Top 3 Takeaways from Benzinga Cannabis Capital Conference
Cannabis is entering its “McDonald’s era”
We heard multiple executives speak about the challenges of providing brand and product consistency when operating in a multi-state environment. Large MSOs hope to provide a McDonalds-style experience where customers receive a consistent product and can rely on each dispensary to provide the same high quality experience. But the reality is that concentration, volume, and looping laws vary so wildly by state that it is near impossible to create a product suite or customer journey that meets the requirements in every jurisdiction.
This certainly echoes the experience of our customers as they manage ID scanning and PII laws across various states. States such as Illinois require pull PII flush, while others such as Michigan allow for data and PII storage. Operating in both states requires an ID scanning system that can accommodate both scenarios, with different settings profiles managed at the administrative level.
High staff turnover is hurting process maturation
Many industry veterans felt certain that the cannabis industry would be a passion project for cultivators and budtenders and the industry would not struggle with the high turnover familiar to other segments of the retail industry. However, as the market matures, cannabis businesses are seeing similar turnover rates to the national average, with an average team member tenure of less than 1 year.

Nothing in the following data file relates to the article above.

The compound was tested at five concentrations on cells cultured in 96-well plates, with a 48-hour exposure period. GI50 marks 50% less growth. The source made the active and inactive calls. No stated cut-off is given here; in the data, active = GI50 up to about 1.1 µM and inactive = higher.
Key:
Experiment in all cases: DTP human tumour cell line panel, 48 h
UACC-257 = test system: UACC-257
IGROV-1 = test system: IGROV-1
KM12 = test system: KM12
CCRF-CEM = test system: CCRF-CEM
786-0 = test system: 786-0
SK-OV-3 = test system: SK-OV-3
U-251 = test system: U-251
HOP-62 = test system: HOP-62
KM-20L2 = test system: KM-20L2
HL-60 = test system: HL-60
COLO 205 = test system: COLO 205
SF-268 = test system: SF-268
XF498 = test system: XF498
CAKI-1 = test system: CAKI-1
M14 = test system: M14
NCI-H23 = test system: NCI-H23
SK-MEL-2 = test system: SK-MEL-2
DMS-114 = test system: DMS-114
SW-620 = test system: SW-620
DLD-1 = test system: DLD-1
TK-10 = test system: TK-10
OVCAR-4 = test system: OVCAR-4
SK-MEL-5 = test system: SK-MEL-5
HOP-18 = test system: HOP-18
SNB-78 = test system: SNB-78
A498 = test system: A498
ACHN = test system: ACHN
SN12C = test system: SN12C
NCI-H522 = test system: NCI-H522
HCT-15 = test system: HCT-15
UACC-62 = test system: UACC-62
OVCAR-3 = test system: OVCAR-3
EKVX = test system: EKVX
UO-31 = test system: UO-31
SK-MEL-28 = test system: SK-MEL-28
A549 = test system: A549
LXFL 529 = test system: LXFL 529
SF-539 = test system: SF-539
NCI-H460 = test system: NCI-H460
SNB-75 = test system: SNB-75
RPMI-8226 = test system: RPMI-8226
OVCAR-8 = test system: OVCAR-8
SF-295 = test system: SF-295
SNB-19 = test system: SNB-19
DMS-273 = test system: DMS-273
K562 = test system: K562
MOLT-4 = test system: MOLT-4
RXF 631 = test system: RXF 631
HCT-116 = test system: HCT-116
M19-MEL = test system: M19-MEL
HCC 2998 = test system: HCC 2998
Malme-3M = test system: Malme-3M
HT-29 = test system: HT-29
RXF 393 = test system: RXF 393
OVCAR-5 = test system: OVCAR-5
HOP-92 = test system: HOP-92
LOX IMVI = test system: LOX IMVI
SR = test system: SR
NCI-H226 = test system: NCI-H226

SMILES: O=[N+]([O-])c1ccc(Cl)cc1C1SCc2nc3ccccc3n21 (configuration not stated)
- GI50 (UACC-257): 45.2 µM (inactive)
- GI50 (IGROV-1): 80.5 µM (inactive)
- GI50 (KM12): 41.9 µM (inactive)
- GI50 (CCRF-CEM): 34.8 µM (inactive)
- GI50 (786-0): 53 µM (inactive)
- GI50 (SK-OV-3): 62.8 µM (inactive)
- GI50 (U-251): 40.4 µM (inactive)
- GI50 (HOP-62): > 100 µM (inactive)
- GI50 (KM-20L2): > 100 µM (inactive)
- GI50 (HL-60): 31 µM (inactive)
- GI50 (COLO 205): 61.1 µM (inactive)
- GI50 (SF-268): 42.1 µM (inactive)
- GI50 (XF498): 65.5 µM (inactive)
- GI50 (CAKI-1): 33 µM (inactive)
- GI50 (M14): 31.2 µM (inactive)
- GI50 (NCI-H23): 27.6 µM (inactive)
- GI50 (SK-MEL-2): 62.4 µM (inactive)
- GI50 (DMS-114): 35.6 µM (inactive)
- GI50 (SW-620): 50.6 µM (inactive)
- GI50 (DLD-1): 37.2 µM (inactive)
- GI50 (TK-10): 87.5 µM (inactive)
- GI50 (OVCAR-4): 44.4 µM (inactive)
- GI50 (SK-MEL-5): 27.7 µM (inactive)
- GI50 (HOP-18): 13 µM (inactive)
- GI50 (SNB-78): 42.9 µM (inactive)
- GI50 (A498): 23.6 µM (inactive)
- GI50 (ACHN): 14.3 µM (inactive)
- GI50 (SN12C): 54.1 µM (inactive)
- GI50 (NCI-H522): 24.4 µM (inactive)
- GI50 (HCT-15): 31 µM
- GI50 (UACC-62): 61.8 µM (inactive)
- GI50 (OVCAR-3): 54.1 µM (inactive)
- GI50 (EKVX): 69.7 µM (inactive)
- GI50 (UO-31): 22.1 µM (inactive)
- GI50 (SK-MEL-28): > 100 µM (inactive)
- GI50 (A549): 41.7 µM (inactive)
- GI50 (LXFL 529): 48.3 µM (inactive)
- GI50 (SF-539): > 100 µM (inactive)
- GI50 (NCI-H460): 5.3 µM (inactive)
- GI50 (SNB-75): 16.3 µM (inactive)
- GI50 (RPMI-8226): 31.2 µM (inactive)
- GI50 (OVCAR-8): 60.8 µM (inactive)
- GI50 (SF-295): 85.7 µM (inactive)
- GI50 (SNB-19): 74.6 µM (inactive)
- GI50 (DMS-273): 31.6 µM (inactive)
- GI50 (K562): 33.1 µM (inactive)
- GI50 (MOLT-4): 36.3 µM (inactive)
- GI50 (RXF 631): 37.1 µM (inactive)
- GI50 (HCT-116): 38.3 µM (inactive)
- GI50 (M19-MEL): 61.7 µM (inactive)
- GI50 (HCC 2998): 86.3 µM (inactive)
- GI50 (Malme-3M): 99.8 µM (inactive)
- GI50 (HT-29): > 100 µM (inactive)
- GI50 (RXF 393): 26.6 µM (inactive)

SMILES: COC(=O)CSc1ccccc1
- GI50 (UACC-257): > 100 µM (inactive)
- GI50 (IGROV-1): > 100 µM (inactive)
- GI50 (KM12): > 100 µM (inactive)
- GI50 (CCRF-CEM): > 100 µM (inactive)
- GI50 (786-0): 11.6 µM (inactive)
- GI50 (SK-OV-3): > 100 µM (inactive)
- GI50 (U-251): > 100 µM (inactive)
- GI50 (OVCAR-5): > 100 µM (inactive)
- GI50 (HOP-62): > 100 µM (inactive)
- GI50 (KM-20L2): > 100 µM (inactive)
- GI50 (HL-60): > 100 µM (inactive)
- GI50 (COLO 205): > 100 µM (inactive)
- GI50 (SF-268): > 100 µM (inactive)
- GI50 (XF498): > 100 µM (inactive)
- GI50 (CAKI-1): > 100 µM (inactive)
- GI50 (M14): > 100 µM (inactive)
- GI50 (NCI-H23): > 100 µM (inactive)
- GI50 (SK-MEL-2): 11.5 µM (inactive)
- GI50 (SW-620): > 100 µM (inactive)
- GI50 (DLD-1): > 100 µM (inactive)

The high turnover means a revolving door of training that burdens retail and operations managers. Systems need to be made extremely easy to use to speed up budtender onboarding. With budtenders and security managers often serving as first and second line of defense for age verification, training on how to visually catch a fake ID, is of utmost importance. But age verification software and ID scanners can help provide a strong, and even superior filter to protect against fake and false ID usage.
New York is ready to become the next big market, or is it?
Everyone is waiting on recreational legalization in the Big Apple. However, license rollout has been troubled, with only eight adult-use dispensaries open as of April1. Year-over-year tax revenue is down, and the New York State Cannabis Fund has been totally depleted after starting at a balance of $5.2M.
The question is whether the woes of New York will lead to a slower adoption of adult use in states without recreational programs of their own, or whether it will serve as a cautionary tale for rollouts so slow they harm momentum for business owners.
A murky compliance landscape in New York state has also left many dispensary businesses and cannatech companies with a lack of confidence in their ability to operate in the state long term.
Lastly, New York State’s liberal approach to decriminalization is leaving the state with few levers to pull when it comes to helping the legal market effectively scale.
We enjoyed our time in Miami speaking with executives and investors in the cannabis space. It feels great to be a part of such a rapidly growing industry.